Sunday Book-Thought 123

Founded on faith in the possibility of insight – the Joycean epiphany, the Poundian image that can flash in an instant of time; on faith, too, that technology need not consign the arts to irrelevance, the Modernist enterprise evolved its verbal technologies, its poem- and novel-machines of intricate interacting discrete pieces. The technology on which it drew for tacit analogies is largely obsolescent now: as much so as, say, Dante’s Earth-centered cosmos. The Dublin trams are long gone, and the linotype machine; the typewriter is going; Bloom’s watch with hands will some day need a footnote. Already students need the explanation that when a telephone whirs and a man says ‘Twentyeight. No. Twenty. Double four, yes’ [7.385] he has cranked the magneto and is now requesting a number. That world survives now, like Dante’s world, in art. Its assumptions survive in the structures of its art: complex artifacts we even sometimes take apart for maintenance.
Hugh KennerThe Mechanic Muse (Oxford: Oxford University Press, 1987), pp. 110-111.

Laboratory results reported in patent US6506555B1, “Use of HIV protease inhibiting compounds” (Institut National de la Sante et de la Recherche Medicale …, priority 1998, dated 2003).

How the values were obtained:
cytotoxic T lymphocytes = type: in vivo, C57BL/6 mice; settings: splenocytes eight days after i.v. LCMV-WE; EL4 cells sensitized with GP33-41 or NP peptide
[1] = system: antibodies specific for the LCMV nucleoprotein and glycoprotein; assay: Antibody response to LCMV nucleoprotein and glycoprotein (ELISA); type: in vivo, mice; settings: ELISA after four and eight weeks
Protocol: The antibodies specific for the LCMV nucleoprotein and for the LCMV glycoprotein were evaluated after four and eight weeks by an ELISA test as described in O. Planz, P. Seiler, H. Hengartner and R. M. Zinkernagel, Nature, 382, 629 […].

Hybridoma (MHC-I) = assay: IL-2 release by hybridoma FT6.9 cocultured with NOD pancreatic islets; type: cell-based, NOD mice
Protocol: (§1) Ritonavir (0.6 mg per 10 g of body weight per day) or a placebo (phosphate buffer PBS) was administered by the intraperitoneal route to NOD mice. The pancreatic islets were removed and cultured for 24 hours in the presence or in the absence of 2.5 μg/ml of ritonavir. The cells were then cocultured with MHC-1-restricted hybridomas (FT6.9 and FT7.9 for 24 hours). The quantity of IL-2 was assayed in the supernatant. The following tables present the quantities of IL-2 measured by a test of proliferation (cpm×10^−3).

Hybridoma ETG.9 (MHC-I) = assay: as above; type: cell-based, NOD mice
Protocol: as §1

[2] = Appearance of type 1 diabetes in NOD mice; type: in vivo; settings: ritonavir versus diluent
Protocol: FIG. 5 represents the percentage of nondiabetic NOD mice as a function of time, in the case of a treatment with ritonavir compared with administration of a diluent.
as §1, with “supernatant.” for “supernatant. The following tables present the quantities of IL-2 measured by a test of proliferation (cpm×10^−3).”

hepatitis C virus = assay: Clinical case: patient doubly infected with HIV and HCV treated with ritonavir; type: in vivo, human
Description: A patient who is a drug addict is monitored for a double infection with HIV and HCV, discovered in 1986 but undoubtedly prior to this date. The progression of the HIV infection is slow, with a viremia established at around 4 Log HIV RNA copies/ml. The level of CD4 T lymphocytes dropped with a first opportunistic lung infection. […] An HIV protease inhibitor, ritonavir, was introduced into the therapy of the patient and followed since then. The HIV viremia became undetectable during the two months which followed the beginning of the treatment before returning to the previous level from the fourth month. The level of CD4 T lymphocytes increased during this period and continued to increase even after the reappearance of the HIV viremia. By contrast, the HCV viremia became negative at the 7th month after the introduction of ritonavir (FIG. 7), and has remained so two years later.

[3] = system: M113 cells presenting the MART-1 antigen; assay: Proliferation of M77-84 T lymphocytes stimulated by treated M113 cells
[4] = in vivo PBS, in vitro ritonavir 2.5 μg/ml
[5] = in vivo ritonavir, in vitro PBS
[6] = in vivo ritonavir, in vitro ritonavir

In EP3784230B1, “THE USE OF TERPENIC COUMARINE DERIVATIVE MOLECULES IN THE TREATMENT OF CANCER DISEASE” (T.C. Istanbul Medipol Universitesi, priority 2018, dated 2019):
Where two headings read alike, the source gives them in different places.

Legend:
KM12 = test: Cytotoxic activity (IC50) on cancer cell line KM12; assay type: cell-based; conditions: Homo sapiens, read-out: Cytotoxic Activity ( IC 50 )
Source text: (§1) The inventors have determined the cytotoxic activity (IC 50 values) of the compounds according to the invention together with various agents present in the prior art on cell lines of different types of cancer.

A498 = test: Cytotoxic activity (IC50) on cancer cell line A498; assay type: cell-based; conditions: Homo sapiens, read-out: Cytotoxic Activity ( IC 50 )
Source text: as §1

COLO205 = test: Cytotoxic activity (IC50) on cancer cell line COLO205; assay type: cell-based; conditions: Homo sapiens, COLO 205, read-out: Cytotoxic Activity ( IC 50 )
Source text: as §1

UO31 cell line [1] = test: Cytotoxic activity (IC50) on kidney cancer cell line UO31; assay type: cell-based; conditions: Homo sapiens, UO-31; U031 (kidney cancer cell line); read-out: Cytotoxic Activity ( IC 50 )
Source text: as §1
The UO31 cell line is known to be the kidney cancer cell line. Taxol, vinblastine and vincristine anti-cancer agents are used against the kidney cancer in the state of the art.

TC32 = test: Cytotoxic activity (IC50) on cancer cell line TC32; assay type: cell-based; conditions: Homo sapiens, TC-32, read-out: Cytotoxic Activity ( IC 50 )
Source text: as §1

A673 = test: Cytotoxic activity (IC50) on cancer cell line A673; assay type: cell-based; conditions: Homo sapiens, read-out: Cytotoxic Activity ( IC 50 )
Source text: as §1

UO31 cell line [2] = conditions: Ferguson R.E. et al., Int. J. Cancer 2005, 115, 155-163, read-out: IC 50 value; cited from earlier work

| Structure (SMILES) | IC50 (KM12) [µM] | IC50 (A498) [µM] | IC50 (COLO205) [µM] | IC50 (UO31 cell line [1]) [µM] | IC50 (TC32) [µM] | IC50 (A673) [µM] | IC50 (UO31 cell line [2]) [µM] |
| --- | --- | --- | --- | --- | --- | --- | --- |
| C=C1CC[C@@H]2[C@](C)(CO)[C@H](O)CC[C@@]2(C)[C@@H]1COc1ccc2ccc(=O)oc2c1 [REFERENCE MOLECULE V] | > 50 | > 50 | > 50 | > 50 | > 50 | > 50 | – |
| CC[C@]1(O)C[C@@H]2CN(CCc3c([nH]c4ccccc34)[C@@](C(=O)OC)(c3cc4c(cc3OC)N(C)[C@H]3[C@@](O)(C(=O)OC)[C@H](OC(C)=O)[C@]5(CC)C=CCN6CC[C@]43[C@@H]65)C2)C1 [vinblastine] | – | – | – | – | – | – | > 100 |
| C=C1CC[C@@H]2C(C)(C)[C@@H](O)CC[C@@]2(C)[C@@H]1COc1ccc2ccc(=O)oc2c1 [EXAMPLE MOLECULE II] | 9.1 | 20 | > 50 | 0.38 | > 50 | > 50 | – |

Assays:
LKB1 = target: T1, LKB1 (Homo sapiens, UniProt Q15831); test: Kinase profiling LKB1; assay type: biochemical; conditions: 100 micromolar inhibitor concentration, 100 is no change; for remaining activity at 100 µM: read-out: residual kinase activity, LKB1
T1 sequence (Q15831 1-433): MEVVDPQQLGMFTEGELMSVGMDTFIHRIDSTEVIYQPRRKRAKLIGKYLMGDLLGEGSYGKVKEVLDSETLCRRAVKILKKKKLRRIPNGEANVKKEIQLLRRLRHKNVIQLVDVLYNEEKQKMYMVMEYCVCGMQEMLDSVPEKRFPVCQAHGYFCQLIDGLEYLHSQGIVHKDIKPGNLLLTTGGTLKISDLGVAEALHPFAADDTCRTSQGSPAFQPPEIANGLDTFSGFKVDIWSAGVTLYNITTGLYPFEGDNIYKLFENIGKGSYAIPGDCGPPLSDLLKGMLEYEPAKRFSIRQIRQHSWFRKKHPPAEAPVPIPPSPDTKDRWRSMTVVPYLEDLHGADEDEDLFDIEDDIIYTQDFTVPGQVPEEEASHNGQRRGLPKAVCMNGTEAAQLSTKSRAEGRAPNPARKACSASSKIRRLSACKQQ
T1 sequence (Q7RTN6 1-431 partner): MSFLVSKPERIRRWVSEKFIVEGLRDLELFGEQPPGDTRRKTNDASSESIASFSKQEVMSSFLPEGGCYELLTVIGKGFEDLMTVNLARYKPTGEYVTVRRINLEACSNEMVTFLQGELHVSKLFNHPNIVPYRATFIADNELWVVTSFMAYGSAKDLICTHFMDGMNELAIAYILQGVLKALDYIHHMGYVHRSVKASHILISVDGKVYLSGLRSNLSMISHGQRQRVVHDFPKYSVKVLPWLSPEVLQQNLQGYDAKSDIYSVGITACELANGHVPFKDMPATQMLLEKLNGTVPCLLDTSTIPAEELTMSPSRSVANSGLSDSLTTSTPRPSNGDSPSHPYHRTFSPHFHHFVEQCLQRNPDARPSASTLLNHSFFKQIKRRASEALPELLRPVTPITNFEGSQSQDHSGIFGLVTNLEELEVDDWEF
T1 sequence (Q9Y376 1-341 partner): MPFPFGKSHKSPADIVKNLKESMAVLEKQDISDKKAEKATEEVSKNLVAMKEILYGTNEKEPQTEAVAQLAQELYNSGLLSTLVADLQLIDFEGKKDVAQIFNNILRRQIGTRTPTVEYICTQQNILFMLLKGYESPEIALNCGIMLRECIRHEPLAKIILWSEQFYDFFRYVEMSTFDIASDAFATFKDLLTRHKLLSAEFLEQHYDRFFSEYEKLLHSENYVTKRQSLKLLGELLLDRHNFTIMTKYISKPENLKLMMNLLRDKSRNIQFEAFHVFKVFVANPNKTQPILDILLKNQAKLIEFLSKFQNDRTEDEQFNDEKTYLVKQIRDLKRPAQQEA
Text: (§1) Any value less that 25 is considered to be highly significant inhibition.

Sunday Book-Thought 122

Etaoin Shrdlu affected the linotype operator somewhat, and the newspaper reader slightly, and yet it is an emblem. Its very obsolescence helps lend it status. It recalls, for one thing, a feature of those years, when human behavior, e.g. movements of one’s left little finger, could be inflected by imperatives one needn’t know about. (How many operators knew why ETAOIN had the leftmost keyboard column?) Technology tended to engulf people gradually, coercing behavior they were not aware of. And it altered their world, so much so that an office typist of 1910 could not have imagined how her 1880 counterpart used to spend the day.
Hugh KennerThe Mechanic Muse (Oxford: Oxford University Press, 1987), p. 9.